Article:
The largest English-speaking battle rap league in the world, founded by pioneer Smack White from one of the original sources that catapulted the culture into its current orbit, hosted almost 30 events in 2022. Some exclusively on their streaming platform and others with their partners Caffeine, there was not one month where something was not going on— for male or female artists.
The trio, Smack, Beasley, and Cheeko, were able to keep the fans satisfied with quality content, even while fighting in court with their former talent scout, Street Star Norbes.
In 2020, Norbes was released from his duties at URL after getting into a fight with Nu Jerzey Twork at the league’s first event with Caffeine, Genesis. After publicly receiving his walking papers, the man most notably associated with The War Report filed a lawsuit claiming to be the owner of the league he once worked at. The case made its way to the New York Supreme Court, where justices ruled on a portion of the complaint, saying Norbes was not an owner, hinging its decision on the fact he never participated financially in the big losses as the three actual owners did.
Not resting on the accomplishments and barely addressing it, URL started filming a documentary rumored to debut in 2023 and include celebrities, God-tier emcees, and days in the life of some of your favorite stars.
6. Remy Ma Starts Her League, Chrome 23
Bronx bombshell Remy Ma is one of the first girls to battle on camera and will forever be immortalized as the Uptown shorty who battled against Lady Luck twice on MTV’s Fight Klub. A longtime friend of the culture, she has a few points of entry. Of course, she was battling in the Bronx, leading her to get down with Big Pun when she was a teen in high school. Then she also met Smack back in the SMACK DVD days. Then, her little sis is Ms. Hustle, the femcee who once boasted of being the First Lady of URL.
Now, she is bursting through the door as the owner of the Chrome 23 battle rap league, hosting six cards in her first year. Image-conscious, Remy not only books the ladies on her card but dresses them, gets their hair down, and prepares them to be stage ready.
She is said to be an excellent mentor pouring into the ladies she works with powerful gems about being women in the game.
7. Return of Shooneral
Shooneral, made up of Shooney da Rapper and Phara Funeral, are the original female two-on-two champs. Before the Bardashians … before Gawd Mode … actually, before most of the two-on-twos you can think of (with exception of Marv One and Quest McCody), they were teaming up and slaying for over a decade with style, finesse, humor, and chemistry.
This year the two came back and have not taken their sneakers off these chicks’ necks. Their battle against Jaz and Official is said to be one of the battles of the year.
But it doesn’t stop there …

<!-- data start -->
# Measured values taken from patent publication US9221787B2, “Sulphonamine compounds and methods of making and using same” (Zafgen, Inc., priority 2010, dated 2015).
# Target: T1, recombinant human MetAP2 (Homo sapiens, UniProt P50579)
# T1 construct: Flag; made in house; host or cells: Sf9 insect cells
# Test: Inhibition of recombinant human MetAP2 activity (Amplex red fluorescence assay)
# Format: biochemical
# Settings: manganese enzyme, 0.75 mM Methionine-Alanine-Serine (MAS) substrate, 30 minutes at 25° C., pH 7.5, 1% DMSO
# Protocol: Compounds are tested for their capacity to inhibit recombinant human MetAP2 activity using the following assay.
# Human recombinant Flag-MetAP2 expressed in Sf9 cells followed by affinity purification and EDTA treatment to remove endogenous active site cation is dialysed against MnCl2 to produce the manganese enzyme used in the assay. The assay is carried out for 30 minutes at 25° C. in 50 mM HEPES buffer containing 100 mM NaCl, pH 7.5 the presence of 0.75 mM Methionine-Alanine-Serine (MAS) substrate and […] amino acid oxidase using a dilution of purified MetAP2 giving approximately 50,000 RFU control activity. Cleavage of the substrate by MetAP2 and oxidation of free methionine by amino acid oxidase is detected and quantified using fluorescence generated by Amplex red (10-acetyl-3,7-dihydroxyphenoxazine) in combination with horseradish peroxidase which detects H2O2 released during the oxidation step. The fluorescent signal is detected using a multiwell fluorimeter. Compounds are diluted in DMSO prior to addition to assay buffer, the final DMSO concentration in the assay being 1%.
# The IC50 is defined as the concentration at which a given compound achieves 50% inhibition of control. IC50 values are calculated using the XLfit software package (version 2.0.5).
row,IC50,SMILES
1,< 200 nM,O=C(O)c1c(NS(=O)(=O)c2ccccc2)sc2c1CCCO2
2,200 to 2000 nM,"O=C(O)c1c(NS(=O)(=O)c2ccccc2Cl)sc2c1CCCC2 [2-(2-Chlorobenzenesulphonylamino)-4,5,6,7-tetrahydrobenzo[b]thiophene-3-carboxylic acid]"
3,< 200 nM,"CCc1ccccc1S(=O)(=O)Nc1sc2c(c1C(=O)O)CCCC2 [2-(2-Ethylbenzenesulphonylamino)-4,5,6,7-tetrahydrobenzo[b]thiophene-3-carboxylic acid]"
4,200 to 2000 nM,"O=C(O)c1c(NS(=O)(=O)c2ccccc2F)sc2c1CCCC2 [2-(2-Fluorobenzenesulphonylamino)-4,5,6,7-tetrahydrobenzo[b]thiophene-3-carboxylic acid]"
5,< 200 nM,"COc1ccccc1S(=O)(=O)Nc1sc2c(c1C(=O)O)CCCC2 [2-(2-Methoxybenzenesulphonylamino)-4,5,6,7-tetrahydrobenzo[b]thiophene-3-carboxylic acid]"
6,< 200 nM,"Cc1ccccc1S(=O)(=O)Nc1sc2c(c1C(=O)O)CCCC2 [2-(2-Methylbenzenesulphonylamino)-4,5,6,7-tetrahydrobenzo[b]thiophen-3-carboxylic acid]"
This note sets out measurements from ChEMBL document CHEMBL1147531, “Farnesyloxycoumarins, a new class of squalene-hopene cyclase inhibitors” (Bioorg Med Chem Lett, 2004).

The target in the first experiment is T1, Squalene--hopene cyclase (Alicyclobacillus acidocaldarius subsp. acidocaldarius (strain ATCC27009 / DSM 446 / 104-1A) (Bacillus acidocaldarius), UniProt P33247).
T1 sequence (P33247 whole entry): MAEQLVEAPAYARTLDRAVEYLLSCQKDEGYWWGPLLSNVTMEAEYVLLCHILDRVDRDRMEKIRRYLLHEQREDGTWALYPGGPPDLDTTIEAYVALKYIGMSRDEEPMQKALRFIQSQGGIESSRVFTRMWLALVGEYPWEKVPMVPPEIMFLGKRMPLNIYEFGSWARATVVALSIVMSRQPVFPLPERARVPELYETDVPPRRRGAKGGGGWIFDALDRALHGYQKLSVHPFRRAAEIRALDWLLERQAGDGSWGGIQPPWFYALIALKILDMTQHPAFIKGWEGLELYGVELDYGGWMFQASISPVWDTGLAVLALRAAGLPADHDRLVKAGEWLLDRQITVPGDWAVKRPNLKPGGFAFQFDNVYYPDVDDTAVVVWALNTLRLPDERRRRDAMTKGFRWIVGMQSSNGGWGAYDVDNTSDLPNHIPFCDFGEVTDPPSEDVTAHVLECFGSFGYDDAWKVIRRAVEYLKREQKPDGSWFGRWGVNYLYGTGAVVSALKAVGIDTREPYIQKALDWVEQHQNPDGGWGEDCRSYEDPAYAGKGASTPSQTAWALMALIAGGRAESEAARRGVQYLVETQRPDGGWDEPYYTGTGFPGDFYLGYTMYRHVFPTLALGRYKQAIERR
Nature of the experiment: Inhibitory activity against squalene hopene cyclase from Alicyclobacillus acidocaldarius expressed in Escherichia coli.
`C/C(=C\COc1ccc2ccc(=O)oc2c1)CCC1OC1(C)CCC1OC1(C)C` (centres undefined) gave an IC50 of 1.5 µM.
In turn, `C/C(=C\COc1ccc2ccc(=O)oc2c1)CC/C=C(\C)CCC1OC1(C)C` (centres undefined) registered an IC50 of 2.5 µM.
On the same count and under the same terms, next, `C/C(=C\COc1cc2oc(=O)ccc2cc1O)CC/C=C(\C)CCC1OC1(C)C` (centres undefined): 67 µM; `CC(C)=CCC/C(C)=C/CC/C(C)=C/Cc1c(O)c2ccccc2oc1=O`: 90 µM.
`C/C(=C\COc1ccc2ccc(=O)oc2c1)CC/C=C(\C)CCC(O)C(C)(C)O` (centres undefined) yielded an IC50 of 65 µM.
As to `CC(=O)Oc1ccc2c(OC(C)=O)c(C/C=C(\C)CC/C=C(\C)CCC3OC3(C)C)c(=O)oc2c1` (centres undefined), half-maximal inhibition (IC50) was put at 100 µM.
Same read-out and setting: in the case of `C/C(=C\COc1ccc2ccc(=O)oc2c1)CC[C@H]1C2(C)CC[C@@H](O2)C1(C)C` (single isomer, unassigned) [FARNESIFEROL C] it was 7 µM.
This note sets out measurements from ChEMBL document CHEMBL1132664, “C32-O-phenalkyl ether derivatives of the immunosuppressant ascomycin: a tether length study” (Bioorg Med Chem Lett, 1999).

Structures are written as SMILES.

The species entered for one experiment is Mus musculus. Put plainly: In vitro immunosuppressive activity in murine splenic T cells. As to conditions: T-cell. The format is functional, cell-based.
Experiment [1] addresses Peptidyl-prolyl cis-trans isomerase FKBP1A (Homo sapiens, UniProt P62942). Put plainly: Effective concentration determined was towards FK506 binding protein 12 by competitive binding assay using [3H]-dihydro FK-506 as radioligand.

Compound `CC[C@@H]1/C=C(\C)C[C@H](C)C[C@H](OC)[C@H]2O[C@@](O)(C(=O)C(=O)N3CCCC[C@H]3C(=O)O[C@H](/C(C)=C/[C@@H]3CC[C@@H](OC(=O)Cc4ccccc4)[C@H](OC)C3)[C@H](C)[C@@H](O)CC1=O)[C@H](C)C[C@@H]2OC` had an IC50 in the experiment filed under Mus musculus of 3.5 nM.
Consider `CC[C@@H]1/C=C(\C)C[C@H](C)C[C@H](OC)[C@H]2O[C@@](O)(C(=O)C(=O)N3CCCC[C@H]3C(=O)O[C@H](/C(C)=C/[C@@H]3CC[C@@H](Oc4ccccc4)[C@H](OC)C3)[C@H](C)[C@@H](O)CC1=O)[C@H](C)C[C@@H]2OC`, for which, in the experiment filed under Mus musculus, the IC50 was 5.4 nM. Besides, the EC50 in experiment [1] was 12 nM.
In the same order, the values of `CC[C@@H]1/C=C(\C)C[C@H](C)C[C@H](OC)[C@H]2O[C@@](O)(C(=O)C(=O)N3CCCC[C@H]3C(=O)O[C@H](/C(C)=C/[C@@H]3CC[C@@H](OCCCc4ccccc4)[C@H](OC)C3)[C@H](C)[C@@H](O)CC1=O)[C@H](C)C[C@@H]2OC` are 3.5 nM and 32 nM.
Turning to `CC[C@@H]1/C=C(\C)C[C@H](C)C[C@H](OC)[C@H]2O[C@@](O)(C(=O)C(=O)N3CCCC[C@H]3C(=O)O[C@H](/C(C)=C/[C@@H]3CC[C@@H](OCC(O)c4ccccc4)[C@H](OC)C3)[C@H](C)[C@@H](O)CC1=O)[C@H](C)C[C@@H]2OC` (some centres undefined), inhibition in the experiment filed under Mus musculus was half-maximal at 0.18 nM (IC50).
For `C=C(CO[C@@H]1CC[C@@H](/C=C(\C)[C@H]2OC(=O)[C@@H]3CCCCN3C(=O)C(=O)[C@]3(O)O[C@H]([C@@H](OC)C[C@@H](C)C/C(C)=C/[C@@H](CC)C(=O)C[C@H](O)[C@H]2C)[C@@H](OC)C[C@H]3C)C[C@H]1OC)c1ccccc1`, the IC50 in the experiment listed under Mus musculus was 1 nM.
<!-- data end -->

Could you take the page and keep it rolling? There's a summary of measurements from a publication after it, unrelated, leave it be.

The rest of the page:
The warm welcome as a duo has also benefited them as solo artists. Two of the original queens of the rings, Shooneral is the evidence that star power supersedes a plethora of things in the culture. You can be a lyrical miracle (and both have proven they can be), you can be fine as hell (did you see them in those red leather pants), and you can get the push that places you in the front of the masses … but if you don’t have that “IT” factor … you won’t have a legacy as strong as theirs (individually and collectively).
8. JC Wins $120,000 At Ultimate Madness 5 After Mom Dies
It is always sad when someone loses a loved one. But there is no pain one could ever feel (save losing your own child) to match losing your mother. Now, imagine having to pull yourself up and beat four other hungry emcees for a chance to win $100,000.
To make the pot sweeter, former NFL player and battle rap enthusiast Gerald McCoy dropped an additional $20,000 on the line for the winner in the finals.
The Pontiac rapper overcame his bereavement and honored his mother’s life with some of the best lyrical wizardry he ever composed. Walking away with the bag, against an extraordinary Swamp.
9. Mook’s Electrifying Performance at Homecoming
If you listen to the casual battle rapper, who just start watching battle rap over the last five or six years, you might think that there is a bunch of gas around the conversation of God Tier emcees. However, if you were in the building during URL’s return to Irving Plaza and witness the Zeus of battle rap step down from his Harlem-inspired Mt. Olympus and tear up the stage, then you know what they say is true.
Murda Mook is not like the rest of them folk over there.
You can compare him to Loaded Lux, who arguably is battle rap’s Poseidon. Fans might rightfully align him with his actual cousin and DOT MOBB brother, T-REX (#FreeTRex). We will even go with the Island God Aye Verb, who did his best Hercules impression and drew blood from the god.
But that night … on the stage opposite three times COTY champion of the year, Geechi Gotti … no one was touching him.